An ethical framework for managing desire is becoming less and less controversial, and more frequently the basis for therapy and counseling.

Part III: Relationship Conflict, Fighting, Arguing

It seems like lots of these excerpts from dialogues and constructed meanings are needed to give you a more detailed picture about me. Here’s a quick one on relationship conflict, fighting and arguing.

Relationship ConflictRelationship ConflictRelationship Arguing

Relationship Conflict

So a client says that arguing/fighting with their partner(s) is one of their main complaints, as something about their life that they hate and fear. Despite their practicing the painful, threatening experience many times, they are only getting better at hurting each other. They have little if nothing else good to show for all the mayhem.

The fight experience blurs their perceptions of the underlying power & control struggle. If they could hold that frame for a while, they could begin to see how they construct such misery. But it doesn’t take too much of this for people in this mode to stop wanting each other. The relationship starts to feel too cold and alone, too often. Their levels of differentiation, individually and relationally, are all about the vulnerability of a power & control struggle. It’s trouble.

By the time I see this painful mess, there’s often a mutual deprivation scheme in place, where partners are denying each other access to their sexuality, which agonizes their ability to grow out of the problem.

I might say that there is an:

Agreement To Fight (a combative alliance)

It’s one way to say that there is a very big agreement in place, when people are thinking that there are few to none. And the parties are doing a good job with it, keeping the same dynamics going as if they had agreed to them, which they have. Which dynamics? That’s where the work begins.

Shift Out Of Fighting Mode

Not reduction of conflict, per se. But a definite reduction of emotionally striking out in frustration. Understanding deeply that emotional harm will delay things further. Getting into agreement mode.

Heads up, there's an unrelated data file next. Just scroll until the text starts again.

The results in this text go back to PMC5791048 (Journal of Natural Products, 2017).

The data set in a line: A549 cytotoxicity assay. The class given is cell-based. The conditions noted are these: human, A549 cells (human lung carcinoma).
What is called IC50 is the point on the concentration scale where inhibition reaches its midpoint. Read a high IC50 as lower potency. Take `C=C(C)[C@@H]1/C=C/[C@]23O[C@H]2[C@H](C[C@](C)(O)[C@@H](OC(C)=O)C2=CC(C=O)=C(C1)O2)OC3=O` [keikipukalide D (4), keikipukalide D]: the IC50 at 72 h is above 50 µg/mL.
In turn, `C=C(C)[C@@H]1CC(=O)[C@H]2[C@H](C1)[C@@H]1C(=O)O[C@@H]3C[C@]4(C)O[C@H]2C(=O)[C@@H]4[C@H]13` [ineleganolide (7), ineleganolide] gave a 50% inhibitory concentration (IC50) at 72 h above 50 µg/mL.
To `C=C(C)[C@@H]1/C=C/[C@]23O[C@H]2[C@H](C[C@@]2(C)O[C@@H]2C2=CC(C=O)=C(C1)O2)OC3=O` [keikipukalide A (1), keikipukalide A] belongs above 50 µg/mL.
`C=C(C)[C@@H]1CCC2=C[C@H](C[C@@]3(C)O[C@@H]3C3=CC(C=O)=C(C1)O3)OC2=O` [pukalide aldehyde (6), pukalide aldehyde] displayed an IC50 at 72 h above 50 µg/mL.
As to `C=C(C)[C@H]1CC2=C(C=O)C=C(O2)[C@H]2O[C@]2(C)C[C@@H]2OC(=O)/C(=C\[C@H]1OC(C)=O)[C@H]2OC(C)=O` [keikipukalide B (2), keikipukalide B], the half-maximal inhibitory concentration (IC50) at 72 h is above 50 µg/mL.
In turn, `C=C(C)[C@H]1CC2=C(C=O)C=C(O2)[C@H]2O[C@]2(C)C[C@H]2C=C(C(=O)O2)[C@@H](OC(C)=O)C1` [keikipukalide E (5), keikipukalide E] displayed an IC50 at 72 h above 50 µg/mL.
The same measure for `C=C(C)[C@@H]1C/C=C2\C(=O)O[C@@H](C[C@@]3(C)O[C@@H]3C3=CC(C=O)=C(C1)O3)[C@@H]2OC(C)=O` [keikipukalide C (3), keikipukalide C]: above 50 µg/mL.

Not Making The Other ‘Wrong’

A big deal in personal development – the creation of a safe enough ‘relationship morality’ solely defined & carried out by the partners, and not subject to anyone else’s approval or veto. Non-moralizing in the traditional sense. Non-competitive. More truly relational.

“What You Did To Me –> What This Says About Us”

This is another big shift. From mano a mano to hand-in-hand, knowing ‘this is so true about us’. This is aided by the ‘relationship morality’ element, and is a general exercise in  relational skills. This can be what Schnarch called “trading pain for growth.”

“Competing To Be The Most Injured Party”

This is akin to the downward spiral of conflict model. But it’s rooted in a competitive level of relationship conflict development. It’s a mutual protest of vulnerability (with no increase in emotional safety). It’s also rooted in parent-child models of blaming & shaming. It has to be worked through – these are developmental steps about overall maturity.

Is There Even 5% Of What Your Partner Said That You Can Agree With?

A widely used therapy tool. Try it. And try to show some real respect for the other position.

Brief Discussion & Explanation

What I blog about might be those constructs that seem to help people at certain points in their development and therapy. These excerpts sometimes come up during therapy appointments, though condensed for blogging purposes. They aren’t points of view that anyone has to endorse or subscribe to.

They flow from my work, a developed range of human interaction and mind-mapping. I might be able to make ‘news of a difference’,  so that another view, another choice or option, can be created by my client. And seen in the perspective of their own personal development.